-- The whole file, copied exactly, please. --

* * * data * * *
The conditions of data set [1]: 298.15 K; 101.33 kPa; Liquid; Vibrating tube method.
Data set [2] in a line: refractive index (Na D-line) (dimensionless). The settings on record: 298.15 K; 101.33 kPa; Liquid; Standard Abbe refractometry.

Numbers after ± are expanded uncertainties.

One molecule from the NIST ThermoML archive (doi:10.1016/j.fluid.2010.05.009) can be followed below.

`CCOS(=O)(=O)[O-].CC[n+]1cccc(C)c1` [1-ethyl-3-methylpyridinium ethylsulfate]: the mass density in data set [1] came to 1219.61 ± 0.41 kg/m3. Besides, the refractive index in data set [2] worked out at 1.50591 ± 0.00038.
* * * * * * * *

The conditions of data set [1]: 298.15 K; 101.33 kPa; Liquid; Vibrating tube method.
Data set [2] in a line: refractive index (Na D-line) (dimensionless). The settings on record: 298.15 K; 101.33 kPa; Liquid; Standard Abbe refractometry.

Numbers after ± are expanded uncertainties.

One molecule from the NIST ThermoML archive (doi:10.1016/j.fluid.2010.05.009) can be followed below.

`CCOS(=O)(=O)[O-].CC[n+]1cccc(C)c1` [1-ethyl-3-methylpyridinium ethylsulfate]: the mass density in data set [1] came to 1219.61 ± 0.41 kg/m3. Besides, the refractive index in data set [2] worked out at 1.50591 ± 0.00038.